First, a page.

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Breast-feeding Moms Have a Bigger Job Than You Think

How human milk shapes and nourishes the infant gut microbiome

The three most abundant ingredients in breast milk are fat, lactose, and human milk oligosaccharides (or HMOs). The fat and lactose provide calories to nourish the baby’s growing brain and body, but HMOs are not digestible by humans. That’s correct; one of the main ingredients in human milk can’t be digested by her baby. Why would mother’s milk be so replete in something that her baby can’t even digest? Because HMOs aren’t for feeding the baby, they’re for feeding the baby’s growing community of gut microbes.

Infants are born with no bacteria in their gut. The womb is, for the most part, a sterile environment. But once the infant leaves this bacteria-free incubator there is a land rush by microbes to colonize this fresh landscape. The first several months of a baby’s life are a chaotic time in the gut. Particular species of bacteria will suddenly bloom in abundance and then, for unknown reasons, subsequently crash. So far attempts by scientists to uncover a set of guiding principles, a road map, to describe how the infant microbiota develops has been futile. To our eyes the microbiota seems to form almost randomly and is individual for each child. This seemingly disorganized assembly process may reflect our poor understanding of the complex interactions that occur among different bacteria as they try to create a stable ecosystem from scratch. But this apparent randomness does not mean that nature has left this process completely to chance. There is a guiding force ensuring that an infant forms a robust and stable gut microbiota. This force is breast milk and specifically the HMOs that feed this developing community.

The infant’s microbiota, with its collection of 25 million genes (our human genome only contains about 20,000 genes) has the capacity to digest the complex chemical structures found in HMOs and extract energy from them. It appears that by no accident of nature, the bacteria that are the best nourished by HMOs, such as the Bifidobacteria, also seem to be those most likely found in the guts of healthy babies. But HMOs do more than just feed beneficial bacteria the baby needs while nursing, they also help to seed another type of beneficial bacteria, the Bacteroides. This group of bacteria has an amazing capacity to thrive off of plant material. By giving the Bacteroides an early advantage, HMOs prepare the baby for life on solid food. In many ways, HMOs serve as a conductor, orchestrating the major transition in microbiota development that occurs with the introduction of solid food.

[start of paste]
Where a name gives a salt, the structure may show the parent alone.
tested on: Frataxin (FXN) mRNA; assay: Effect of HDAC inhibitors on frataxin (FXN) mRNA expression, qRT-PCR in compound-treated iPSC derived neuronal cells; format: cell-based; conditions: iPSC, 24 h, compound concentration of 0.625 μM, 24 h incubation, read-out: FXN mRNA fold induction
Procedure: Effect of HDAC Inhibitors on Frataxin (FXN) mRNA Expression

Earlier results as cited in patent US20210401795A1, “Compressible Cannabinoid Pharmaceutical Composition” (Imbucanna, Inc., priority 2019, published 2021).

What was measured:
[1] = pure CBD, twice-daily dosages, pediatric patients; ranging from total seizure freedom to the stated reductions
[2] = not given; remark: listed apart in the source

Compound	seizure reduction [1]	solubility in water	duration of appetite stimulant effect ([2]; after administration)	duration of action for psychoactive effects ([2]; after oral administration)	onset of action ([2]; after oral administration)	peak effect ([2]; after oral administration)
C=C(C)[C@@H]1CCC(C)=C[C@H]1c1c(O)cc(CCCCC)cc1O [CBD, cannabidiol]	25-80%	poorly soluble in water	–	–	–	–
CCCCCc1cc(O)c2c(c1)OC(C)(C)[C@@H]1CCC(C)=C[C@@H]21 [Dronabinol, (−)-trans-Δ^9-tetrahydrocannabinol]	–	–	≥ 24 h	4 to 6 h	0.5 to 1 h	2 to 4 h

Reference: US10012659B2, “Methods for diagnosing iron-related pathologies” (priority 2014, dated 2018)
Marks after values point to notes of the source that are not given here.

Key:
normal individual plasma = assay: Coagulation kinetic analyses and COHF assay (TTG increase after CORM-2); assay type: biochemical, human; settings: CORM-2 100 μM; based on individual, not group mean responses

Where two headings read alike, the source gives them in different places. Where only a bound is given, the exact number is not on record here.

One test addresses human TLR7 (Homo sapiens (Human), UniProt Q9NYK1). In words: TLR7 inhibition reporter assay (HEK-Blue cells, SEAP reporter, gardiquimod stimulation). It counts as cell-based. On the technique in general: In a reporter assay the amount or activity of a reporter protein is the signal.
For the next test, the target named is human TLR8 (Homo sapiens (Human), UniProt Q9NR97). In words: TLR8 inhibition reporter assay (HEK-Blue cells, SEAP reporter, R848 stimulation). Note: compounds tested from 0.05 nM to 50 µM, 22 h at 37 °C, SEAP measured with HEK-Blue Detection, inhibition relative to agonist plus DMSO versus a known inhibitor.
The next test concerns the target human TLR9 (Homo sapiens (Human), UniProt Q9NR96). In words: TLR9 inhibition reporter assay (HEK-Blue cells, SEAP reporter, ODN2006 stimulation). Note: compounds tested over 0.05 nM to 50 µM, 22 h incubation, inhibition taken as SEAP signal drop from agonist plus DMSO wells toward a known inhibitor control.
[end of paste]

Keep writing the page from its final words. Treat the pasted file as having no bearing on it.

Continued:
CC-by-SA 2.5, 2.0, 1.0

Bifidobacterium adolescentis, a human gut inhabitant

Source: CC-by-SA 2.5, 2.0, 1.0

So far formula companies have not been able to reproduce the complex chemical structures found in HMOs. HMOs can only be found in human breast milk. Infants fed formula have a different microbiota composition than breast-fed infants, likely a reflection of the lack of HMOs in formula. Many formula manufacturers are working hard to try to compensate for their product’s deficiency in terms of microbiota food. But the fact remains that formula is the product of about 50 years of research, whereas human milk, is the result of thousands of years of human evolution. This time has allowed the optimization of human milk for both the health of the child and their developing microbial community.

Mothers work hard to guide their children in making wise choices to succeed in a world where so many events are out of her control. HMOs illustrate, on a molecular level, how a mother guides yet another process in her child’s life, one that is impacted by external forces—microbiota assembly. So the next time a breast-feeding mom says she’s tired, remember she is not only providing for her baby, she is also whipping up dinner for about 100 trillion bacteria. And in the form of a diaper change, she has to clean up after these dinner guests as well!


Palmer, C., et al. “Development of the Human Infant Intestinal Microbiota.” PLoS Biol 5.7 (2007): e177. Print.

De Filippo, C., et al. “Impact of Diet in Shaping Gut Microbiota Revealed by a Comparative Study in Children from Europe and Rural Africa.” Proc Natl Acad Sci U S A 107.33 (2010): 14691–6. Print.

Marcobal A, et al. “Bacteroides in the infant gut consume milk oligosaccharides via mucus-utilization pathways.” Cell Host Microbe. 10.5 (2011): 507-14. Print.

Marcobal A, Sonnenburg JL. “Human milk oligosaccharide consumption by intestinal microbiota.” Clin Microbiol Infect. Suppl 4 (2012): 12-5. Print.